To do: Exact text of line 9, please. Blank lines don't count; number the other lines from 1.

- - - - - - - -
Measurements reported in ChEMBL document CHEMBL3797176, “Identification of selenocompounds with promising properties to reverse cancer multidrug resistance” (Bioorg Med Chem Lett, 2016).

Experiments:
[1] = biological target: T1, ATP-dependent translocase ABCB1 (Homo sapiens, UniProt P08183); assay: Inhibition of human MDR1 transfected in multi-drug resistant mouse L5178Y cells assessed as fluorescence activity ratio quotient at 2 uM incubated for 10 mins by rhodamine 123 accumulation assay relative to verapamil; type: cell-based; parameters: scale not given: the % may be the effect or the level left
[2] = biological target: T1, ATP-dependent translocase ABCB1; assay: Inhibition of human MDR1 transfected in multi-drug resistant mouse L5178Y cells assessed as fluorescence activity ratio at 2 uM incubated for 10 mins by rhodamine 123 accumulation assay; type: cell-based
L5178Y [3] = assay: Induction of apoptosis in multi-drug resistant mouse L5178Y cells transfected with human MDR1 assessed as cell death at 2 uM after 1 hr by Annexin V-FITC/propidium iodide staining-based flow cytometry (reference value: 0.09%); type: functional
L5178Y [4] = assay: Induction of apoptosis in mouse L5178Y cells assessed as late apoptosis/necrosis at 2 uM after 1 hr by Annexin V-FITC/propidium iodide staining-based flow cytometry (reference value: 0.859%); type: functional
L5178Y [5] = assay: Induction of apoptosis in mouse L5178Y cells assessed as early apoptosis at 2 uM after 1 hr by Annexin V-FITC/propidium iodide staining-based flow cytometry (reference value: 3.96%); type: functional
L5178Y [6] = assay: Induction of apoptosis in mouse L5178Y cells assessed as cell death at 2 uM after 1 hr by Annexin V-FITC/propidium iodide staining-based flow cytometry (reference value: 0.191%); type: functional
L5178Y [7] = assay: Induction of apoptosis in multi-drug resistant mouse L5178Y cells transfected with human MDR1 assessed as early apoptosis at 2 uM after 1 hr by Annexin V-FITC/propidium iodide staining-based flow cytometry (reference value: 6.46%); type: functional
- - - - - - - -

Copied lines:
L5178Y [7] = assay: Induction of apoptosis in multi-drug resistant mouse L5178Y cells transfected with human MDR1 assessed as early apoptosis at 2 uM after 1 hr by Annexin V-FITC/propidium iodide staining-based flow cytometry (reference value: 6.46%); type: functional